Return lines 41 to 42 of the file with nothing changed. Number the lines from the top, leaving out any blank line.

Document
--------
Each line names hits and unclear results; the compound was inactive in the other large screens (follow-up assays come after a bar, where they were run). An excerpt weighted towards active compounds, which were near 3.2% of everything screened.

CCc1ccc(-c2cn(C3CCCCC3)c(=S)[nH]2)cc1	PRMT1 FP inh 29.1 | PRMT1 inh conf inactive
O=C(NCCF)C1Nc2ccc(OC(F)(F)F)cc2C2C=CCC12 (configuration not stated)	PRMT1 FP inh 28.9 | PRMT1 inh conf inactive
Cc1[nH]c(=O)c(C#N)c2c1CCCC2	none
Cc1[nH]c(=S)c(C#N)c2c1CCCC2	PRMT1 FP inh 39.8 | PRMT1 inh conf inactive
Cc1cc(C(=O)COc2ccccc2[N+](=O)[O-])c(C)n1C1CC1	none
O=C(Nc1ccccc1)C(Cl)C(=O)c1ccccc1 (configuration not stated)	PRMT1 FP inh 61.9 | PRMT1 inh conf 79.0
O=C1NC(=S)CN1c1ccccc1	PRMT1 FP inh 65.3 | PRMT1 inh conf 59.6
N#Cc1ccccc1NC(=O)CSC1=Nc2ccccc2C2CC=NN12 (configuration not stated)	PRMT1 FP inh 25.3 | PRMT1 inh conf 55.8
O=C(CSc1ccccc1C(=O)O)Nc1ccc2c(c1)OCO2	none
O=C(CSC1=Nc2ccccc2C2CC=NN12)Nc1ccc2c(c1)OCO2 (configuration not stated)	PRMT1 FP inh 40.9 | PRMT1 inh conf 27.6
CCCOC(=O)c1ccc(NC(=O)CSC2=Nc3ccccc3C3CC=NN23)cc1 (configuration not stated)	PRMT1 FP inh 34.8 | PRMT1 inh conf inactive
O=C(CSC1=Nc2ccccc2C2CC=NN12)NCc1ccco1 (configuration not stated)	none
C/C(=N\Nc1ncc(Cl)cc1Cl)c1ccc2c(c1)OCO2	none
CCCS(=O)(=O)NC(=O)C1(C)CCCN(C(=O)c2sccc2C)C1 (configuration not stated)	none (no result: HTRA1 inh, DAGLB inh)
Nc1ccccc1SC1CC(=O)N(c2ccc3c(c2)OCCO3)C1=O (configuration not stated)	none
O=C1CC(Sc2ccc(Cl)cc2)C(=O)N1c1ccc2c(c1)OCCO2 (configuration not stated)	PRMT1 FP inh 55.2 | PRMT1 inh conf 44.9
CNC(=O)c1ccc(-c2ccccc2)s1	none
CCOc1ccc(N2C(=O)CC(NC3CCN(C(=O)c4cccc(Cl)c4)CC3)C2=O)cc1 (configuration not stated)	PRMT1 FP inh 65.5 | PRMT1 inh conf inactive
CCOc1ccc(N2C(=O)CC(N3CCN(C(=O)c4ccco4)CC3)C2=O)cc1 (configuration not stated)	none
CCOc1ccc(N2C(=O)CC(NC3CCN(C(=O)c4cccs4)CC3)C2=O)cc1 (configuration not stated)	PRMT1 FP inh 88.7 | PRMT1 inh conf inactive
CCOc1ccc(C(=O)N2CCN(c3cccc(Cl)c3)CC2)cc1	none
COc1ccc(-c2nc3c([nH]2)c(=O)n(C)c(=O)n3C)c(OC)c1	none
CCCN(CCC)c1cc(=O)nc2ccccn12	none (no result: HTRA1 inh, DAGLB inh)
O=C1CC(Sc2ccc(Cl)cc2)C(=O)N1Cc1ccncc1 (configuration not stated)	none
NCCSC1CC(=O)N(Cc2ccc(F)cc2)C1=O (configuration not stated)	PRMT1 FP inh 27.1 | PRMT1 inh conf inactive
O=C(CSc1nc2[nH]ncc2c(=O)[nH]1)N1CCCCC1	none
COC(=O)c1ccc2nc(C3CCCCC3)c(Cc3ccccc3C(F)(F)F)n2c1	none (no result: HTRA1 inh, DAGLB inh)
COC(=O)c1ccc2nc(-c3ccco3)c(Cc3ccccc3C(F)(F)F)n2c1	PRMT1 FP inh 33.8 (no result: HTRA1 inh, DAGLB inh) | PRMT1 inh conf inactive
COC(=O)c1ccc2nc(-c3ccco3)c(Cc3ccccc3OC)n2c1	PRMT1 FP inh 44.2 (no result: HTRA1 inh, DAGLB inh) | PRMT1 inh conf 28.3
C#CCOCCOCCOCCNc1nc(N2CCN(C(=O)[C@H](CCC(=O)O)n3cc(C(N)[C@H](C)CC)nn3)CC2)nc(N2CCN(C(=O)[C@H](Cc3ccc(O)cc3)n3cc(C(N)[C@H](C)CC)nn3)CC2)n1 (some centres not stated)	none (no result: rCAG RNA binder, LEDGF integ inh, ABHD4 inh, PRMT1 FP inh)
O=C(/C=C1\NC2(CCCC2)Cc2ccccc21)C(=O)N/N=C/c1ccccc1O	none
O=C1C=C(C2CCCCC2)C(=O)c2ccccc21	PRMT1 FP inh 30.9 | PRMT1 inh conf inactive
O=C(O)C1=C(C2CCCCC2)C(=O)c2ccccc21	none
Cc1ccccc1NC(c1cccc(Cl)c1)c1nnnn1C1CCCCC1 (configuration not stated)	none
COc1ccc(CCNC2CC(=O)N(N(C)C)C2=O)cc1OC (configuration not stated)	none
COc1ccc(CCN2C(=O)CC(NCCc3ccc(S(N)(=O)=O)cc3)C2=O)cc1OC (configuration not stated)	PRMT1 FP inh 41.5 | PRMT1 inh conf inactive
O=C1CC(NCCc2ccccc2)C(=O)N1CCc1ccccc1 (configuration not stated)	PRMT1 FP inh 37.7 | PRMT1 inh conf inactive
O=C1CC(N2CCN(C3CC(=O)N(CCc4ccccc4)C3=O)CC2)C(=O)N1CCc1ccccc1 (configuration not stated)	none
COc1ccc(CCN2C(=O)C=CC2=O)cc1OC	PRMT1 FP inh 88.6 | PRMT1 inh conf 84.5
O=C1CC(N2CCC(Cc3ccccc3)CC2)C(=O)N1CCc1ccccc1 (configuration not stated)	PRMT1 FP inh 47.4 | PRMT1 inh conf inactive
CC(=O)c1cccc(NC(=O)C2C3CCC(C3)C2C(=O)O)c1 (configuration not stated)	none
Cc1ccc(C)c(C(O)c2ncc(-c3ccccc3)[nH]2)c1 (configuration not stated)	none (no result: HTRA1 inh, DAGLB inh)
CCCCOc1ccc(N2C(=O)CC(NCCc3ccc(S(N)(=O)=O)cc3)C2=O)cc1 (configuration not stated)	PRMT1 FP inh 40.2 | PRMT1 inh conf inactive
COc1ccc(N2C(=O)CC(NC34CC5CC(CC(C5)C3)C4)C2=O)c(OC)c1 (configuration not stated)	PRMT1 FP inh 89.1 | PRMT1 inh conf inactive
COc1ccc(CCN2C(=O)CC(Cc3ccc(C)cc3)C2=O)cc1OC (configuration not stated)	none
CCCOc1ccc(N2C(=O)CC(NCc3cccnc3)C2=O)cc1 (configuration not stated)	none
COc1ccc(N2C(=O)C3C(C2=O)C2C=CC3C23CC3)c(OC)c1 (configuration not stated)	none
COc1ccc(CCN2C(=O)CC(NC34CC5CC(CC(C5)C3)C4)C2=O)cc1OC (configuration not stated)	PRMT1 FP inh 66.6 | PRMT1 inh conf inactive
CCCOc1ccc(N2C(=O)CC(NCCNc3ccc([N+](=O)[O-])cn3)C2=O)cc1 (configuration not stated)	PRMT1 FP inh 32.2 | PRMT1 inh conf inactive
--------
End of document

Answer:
O=C1CC(N2CCC(Cc3ccccc3)CC2)C(=O)N1CCc1ccccc1 (configuration not stated)	PRMT1 FP inh 47.4 | PRMT1 inh conf inactive
CC(=O)c1cccc(NC(=O)C2C3CCC(C3)C2C(=O)O)c1 (configuration not stated)	none